You are currently viewing Tech Throwback: A Brief 40-Year History Of Bosch Airbag Control Unit

Tech Throwback: A Brief 40-Year History Of Bosch Airbag Control Unit

In first half of 1976, around Spring, Bosch had applied for a patent on a device that it described as a “triggering apparatus for an inflation process in a bag”. In an article published 40 years later, the company reminisces that it marked the first important step in development at the company.


Before then at least 20 something years earlier, airbag ideas were getting popular in Europe and the US. This was important because the number of serious accidents were rising as vehicles traffic increased. By 1969, the US Department of Transportation had already issued laws about safety belts and ‘passive occupant protection systems’ for new cars.


However, early airbag designs failed because some had defective sensors or their triggering mechanisms packed up. Bosch’s airbag had a major component, an acceleration sensor that measured the deceleration occurring on impact in relation to time. This inflated the protective airbag at the right time, no matter the cause of the accident. Bosch first produced passive restraint systems for the Mercedes-Benz S-Class in 1981 after it began mass production in 1980.

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This early system had three ignition outputs to trigger a driver airbag and a two-step passenger airbag or the same number of belt tensioners. Even at the time, the device had to carry out complex tasks. For example, it needed to identify accidents and measure its severity accurately. Also, the airbag and belt tensioner had to come up at the right time. Also, there was a mechanism that monitored and prevented improper actuation while showing information that the system was available and functioning.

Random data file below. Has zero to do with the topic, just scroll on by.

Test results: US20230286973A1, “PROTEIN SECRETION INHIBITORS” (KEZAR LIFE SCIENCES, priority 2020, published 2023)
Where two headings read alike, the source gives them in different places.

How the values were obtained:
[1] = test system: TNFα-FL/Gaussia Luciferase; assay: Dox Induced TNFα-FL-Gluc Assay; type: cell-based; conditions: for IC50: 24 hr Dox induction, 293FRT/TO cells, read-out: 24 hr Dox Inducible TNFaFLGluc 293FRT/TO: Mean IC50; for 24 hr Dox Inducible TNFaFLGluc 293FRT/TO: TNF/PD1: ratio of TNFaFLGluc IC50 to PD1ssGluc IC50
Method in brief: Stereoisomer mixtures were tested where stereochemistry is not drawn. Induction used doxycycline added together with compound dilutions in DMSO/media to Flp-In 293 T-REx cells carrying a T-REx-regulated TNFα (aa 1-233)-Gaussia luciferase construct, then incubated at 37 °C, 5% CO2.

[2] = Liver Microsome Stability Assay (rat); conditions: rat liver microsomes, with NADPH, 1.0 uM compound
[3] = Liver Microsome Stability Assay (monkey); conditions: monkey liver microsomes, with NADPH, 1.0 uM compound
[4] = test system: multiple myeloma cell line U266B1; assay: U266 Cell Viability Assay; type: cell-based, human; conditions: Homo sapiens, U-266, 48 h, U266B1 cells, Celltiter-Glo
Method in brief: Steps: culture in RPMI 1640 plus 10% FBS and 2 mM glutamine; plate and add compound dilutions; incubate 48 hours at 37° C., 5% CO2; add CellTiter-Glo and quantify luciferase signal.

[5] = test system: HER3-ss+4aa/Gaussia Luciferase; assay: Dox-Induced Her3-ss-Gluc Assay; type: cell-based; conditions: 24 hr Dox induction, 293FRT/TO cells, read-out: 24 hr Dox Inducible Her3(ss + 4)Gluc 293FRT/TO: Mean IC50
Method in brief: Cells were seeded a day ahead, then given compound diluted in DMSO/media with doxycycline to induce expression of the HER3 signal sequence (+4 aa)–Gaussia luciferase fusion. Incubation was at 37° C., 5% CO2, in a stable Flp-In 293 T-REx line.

Tech Throwback: A Brief 40-Year History Of Bosch Airbag Control Unit
Bosch airbag system features a working restraint mechanism. Photo: Bosch.


The Bosch airbag uses a control unit that triggers actuation when the impact speeds are at 15 to 18 km/h or more. This acceleration sensor and other application-specific circuits could differentiate between an accident and a pothole, curb, or a heavy hammer blow in the service station.


Since its 1980s production, the company has been adding improvements to the device. Bosch now has an airbag control unit that is its 12th generation. This new generation device analyses reports from 18 external acceleration and pressure sensors. In addition, it controls about 48 restraints.


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Onwuasoanya Obinna

A reader of books and stringer of words. Passionate about Science and Tech. When not writing or reading he is surfing the web and Tweeting.

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